The stairs on East Republican Street between Melrose and Bellevue may be both the most overlooked stairway and the most forlorn landmark in Seattle.
The stairs were landmarked in 1979, just after Seattle’s preservation ordinance went into effect. The landmark designation report issued at the time didn’t pinpoint its date of construction, vaguely stating that it was “…one of the finest… produced by the City Engineering Design Staff during the first two decades of the twentieth century.”
These days we can figure out the answer pretty quickly. Changes to the street like this were always controlled by City Council ordinances back in this period. Searching through the online database, we find a possible date for the construction of the landmark steps, 1909. Here’s the opening to Ordinance 21194:
An ordinance relating to and providing for the improvement of Melrose Avenue North,… and provided further that Republican Street, from Eastlake Avenue to Bellevue Avenue North may be improved, at the discretion of the City Engineer, by constructing stairways, concrete walks, and parks…
The ordinance was signed by the mayor on June 23, 1909. That was three weeks after the start of Seattle’s first World’s Fair, the Alaska Yukon Pacific Exposition.
AYPE was one of a series of American fairs that promoted the aesthetics of the City Beautiful movement, an effort by city planners and engineers to look at large scale problems and build for happiness and health. The Republican Street stairs could have been more straight and efficient or more simple and practical. Instead they were built with curves and vistas, engaging every worker or student who commuted them.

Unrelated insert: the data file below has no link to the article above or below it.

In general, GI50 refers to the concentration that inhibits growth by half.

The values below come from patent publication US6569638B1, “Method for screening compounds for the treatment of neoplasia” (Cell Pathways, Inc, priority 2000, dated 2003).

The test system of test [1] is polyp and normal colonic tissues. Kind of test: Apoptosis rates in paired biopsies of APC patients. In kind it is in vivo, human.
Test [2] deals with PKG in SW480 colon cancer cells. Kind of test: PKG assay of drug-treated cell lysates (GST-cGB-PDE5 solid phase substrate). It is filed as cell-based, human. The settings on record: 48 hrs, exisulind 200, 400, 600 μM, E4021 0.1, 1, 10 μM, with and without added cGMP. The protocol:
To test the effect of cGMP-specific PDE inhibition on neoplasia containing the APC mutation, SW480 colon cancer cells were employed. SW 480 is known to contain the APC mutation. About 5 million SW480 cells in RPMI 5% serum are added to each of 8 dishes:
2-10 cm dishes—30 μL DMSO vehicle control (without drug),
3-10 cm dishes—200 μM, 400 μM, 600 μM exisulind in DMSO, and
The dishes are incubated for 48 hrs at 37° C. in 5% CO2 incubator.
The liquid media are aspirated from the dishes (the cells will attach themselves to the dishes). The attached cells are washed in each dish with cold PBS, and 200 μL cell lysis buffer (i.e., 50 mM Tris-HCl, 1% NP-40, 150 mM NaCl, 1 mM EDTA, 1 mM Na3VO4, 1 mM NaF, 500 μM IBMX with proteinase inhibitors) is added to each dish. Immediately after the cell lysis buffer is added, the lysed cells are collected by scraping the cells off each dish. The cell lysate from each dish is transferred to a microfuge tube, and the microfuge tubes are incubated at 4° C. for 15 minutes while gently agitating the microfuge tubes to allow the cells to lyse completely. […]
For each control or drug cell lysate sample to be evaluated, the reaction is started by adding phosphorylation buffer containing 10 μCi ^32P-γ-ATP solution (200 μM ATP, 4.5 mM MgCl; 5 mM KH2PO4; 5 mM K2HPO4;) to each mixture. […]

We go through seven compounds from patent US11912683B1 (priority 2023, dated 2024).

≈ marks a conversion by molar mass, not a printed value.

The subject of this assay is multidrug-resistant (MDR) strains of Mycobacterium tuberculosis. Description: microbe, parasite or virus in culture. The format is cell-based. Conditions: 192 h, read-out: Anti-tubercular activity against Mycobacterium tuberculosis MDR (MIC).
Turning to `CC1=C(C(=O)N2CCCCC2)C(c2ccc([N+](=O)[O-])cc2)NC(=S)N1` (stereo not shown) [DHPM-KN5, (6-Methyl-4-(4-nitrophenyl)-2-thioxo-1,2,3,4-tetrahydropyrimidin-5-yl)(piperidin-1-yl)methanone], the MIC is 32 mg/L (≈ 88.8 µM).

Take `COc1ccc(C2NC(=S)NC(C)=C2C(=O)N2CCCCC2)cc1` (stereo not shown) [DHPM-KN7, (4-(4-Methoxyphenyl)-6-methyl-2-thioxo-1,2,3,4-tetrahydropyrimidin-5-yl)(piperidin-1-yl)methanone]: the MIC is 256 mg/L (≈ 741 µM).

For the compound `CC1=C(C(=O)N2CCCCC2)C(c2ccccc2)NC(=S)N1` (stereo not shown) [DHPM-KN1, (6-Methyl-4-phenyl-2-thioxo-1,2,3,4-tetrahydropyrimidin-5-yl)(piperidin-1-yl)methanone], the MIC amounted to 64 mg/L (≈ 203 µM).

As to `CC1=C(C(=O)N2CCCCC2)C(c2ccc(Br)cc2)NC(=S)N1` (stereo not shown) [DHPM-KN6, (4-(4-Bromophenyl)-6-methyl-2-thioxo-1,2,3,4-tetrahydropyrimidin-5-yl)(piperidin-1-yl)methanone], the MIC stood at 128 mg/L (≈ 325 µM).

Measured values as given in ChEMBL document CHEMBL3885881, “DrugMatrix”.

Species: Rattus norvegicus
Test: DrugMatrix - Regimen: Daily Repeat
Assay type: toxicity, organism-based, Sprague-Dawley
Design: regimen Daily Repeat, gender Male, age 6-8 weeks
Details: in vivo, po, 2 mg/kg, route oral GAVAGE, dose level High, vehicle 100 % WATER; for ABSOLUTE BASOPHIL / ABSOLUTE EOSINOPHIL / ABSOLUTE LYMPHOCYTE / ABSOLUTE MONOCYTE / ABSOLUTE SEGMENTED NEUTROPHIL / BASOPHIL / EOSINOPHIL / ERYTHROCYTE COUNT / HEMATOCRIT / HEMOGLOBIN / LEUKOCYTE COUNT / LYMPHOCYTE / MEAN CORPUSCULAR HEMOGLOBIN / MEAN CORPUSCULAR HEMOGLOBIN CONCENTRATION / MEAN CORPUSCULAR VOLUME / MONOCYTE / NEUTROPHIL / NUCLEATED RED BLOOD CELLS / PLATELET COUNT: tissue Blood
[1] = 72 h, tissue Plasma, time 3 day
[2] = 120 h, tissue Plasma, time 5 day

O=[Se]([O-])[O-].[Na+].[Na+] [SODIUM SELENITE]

Dorpat had it: Not long after it was landmarked, Paul Dorpat wrote the only history so far of the stairway. It appeared in the Seattle Times in October 1984, just three years into his now 37-year run of weekly local history. He included a great photo of it attributed to the UW archives and described its opening day on February 25, 1910.
Based on the nomination, and our lead photo, it is a bit of a surprise to read in Dorpat’s introduction that the stairs are no more. “Included on the local list of lost places should be the Republican Hill Climb… Its grand qualities were meant to be enjoyed for their own sake. And for half-a-century they were.” He goes on to give a succinct description of the full stairway: “The climb’s design included three half-block sections. Each was comprised of two single stairways and one double, or branching staircase that circumvented a curving wall.”
Dorpat included the article in Seattle Now & Then Volume 2 (1986) — you can download the entire book from his website (it’s the pink one) — or you can read a revised version of the article with a smaller image on HistoryLink.
On the map
The 1912 Baist real estate map available on Paul Dorpat’s site includes diagrams for the East Republican Stairs as well as those on neighboring Harrison Street. According to the map the stairs continued for the half block on the west side of Melrose.